You, as a business owner, must answer five critical questions once you reach five years before your desired exit.
These five questions define your exit goals and help shape the plan for how you will achieve those goals. As stated in previous articles in this series, there’s no way to sugar-coat this—answering these five questions must happen as you enter Your Last Five Years. Without clear answers, you will not know the steps needed for your exit planning, and you potentially run out of time to maximize your exit success.
The five questions are:
|1 – What is My Likely Exit Strategy?|
|2 – How Much Do I Need to Net From My Exit?|
|3 – What Do I Want My Legacy to Be?|
|4 – What Do I Want To Do in Life After Exit?|
|5 – How Exitable is My Company?|
Question 3: “What Do I Want My Legacy to Be?”
Legacy. This single word causes business owners more emotion when they’re standing on their “one-yard line” than any other single word. Few owners would define an exit as being “successful” if somehow their exit failed to uphold strongly-held values and beliefs. Legacy is hard to define. It means different things to different people. Yet it is immensely powerful. Many owners surprise themselves by how essential legacy motives become once they get close to exit. Legacy is so powerful that it can veto price. For example, many owners are willing to accept a lower purchase price for their company if it means making sure their employees, customers, and brand are treated better by that particular buyer.
It’s imperative to determine what is important to you about legacy once you reach the five-year tipping point when there is time to plan and implement steps that will achieve your success. Waiting past then narrows your options and usually increases your stress. For example, many owners have some employees they want to thank once they exit, generally with significant bonus checks. Owners who wait to address this until shortly before exit nearly always stress with sensitive questions such as who to thank, how much to spend, and who should get more or less. Those questions are difficult to answer at any time, and even more challenging when you have dozens of other things pressing on you shortly before exit. An alternative approach is to install incentive-compensation golden handcuffs plans, created for these same employees years before your exit. Payouts earned under these plans nicely double as your exit thank-you bonuses, eliminating most to all of this last-minute stress. To hear one former client’s real-world story on this issue, watch our on-demand webinar – “The Good, the Bad, and the Unexpected”.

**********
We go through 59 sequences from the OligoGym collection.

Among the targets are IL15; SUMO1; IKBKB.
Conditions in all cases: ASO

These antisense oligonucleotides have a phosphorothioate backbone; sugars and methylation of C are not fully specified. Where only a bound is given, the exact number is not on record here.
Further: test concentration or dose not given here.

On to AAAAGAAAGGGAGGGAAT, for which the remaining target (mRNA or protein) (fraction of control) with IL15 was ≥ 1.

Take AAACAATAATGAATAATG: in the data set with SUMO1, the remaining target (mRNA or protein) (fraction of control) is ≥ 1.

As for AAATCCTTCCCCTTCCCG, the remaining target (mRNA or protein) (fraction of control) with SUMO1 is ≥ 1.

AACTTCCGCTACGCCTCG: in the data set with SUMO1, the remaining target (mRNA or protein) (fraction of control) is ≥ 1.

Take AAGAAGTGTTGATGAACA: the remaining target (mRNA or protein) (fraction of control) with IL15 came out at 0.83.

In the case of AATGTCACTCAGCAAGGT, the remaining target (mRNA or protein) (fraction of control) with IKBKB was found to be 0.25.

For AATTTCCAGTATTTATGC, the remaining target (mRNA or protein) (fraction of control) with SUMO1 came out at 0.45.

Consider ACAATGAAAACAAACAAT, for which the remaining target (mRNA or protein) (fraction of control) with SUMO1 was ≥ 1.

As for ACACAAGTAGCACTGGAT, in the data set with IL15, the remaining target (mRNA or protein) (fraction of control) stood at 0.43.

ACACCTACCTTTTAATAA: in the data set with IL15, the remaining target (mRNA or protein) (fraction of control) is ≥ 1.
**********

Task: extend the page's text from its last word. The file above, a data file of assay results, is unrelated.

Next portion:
Figuring out your legacy wishes takes time and reflection, and must start when you reach Your Last Five Years.
To help you get started, we have created “The Three Laws of Legacy”, a video and a white paper with identical content, to give you a framework in order to determine your legacy needs.
We encourage you to either watch the thirteen minute video, or download “The Three Laws of Legacy” white paper, both are the same content. If after reviewing our material you have additional questions about your situation, contact us to schedule a confidential, complimentary consultation.
In the next article in this series, we will examine the fourth question you must answer when entering Your Last Five Years: “What do I want in life after exit?”.
This information was published originally by NAVIX Consultants and is for educational purposes only. Please consult your tax, legal, and other advisors to evaluate how this material may apply to you and your businesses. NAVIX does not provide tax or legal advice nor services.